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Can Twins Do the Haftorah Together?

Can Twins Do the Haftorah Together?


We read in the Talmud (Megillah 21b) that, like the Torah reading, two people may not chant the Haftorah out loud together. This is because it is very hard to hear each word properly, and the purpose of the public chanting is for the congregation to listen and learn.

As such, I would suggest that you discuss this with the rabbi of your synagogue. For example, it is quite common for one person to be called up for maftir and say the blessings on the haftara, while another does the actual reading. Whatever the solution, together with your rabbi, I trust that you will find a way to divide things up so that both boys will shine on their special day.

Rabbi Menachem Posner serves as staff editor for
All names of persons and locations or other identifying features referenced in these questions have been omitted or changed to preserve the anonymity of the questioners.
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hymie weiss las vegas June 12, 2014

Ten men walk out, oldest makes the blessing and maftir, then the ten men walk back in for the other to say same, so as there was another minyan to hear it. Reply

Akiva NY June 11, 2014

The first twin born is called for an alyia first and then the other one is then called. They each say a brucha for the parsha reading. Both twins are independent people and must each have the privilege of a separate alyia and Torah portion if they have prepared for it. Reply

Gershon KS March 3, 2013

Donny is right, but... There are others who are more lenient and allow one person to do the blessings and the other to read the haftorah - especially since nowadays there are many communities where, for whatever reason, the prevailing custom is for the listeners to read the haftorah to themselves and do not hear the words from the reader in any case. Reply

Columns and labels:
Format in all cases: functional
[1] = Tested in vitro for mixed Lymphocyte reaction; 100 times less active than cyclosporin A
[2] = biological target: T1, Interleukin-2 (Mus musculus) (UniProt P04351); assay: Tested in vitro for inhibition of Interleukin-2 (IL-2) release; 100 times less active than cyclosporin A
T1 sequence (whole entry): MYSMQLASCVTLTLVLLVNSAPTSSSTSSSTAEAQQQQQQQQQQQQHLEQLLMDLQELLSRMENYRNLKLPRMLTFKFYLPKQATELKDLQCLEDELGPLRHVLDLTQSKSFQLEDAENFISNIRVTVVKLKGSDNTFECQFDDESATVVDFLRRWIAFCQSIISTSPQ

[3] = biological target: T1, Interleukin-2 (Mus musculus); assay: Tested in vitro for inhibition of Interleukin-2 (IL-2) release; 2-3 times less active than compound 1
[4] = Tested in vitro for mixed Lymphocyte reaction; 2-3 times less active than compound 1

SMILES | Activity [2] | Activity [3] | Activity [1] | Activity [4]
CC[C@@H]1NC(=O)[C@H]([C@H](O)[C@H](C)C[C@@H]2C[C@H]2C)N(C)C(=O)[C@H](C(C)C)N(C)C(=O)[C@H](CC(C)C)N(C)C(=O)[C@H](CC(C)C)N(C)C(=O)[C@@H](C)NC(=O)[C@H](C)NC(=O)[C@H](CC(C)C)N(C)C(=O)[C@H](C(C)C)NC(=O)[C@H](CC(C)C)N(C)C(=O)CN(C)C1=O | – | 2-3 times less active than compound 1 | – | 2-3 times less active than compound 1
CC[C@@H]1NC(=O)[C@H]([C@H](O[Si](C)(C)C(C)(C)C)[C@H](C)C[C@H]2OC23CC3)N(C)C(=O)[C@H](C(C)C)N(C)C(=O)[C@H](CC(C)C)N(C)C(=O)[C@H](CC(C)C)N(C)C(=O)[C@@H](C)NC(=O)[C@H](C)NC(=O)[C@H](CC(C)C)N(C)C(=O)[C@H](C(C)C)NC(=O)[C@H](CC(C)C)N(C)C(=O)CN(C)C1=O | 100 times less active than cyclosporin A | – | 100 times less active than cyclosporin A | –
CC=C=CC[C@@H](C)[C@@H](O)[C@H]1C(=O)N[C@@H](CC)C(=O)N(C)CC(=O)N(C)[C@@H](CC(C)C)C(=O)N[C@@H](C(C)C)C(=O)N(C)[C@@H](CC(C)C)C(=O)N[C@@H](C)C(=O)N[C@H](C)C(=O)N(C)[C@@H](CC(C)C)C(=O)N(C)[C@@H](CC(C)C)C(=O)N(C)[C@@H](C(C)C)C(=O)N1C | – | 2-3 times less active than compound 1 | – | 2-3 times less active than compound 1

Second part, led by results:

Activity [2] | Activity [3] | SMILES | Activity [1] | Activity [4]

Donny Adler new york, ny September 11, 2011

It might be "quite common" for one person to say the blessings and another to read the haftorah, but the Mishna B'rura says this is only permissible if reading from a klaf, parchment. Reply

karen Joyce Chaya Fradle Kleinman Bell Riverside, CA, USA July 1, 2010

Injecting a little humor here... Twins should be able to both recite it, half and half because it is a half torah (hahahah). Reply

Anonymous las vegas, nv. March 8, 2010

twins saying the haftorah when I got bar mitzva, ten men walked out as my brother said the blessing and then they walked in to hear my blessing. Reply

Anonymous las vegas, nv. February 26, 2010

haftorah when I got bar mitzvahed, ten people walked out & my brother said the blessing & then came back & I said the blessing. Then we both said the haftorah separately. Reply

Anonymous Stamford, CT via February 23, 2010

Can Twins Do The Haftorah Together? A person must chant a certain minimum numbers of verses, I believe 21, so if the haftorah contains 42 verses or more, they could split it, but if it contains fewer than 42 verses, it must be chanted by one person.
Please confirm this with your rabbi. Reply

Nessanel Chicago, IL February 21, 2010

Can you have one start and one finish? Does the one who says the blessings before have to say the ones after? Reply

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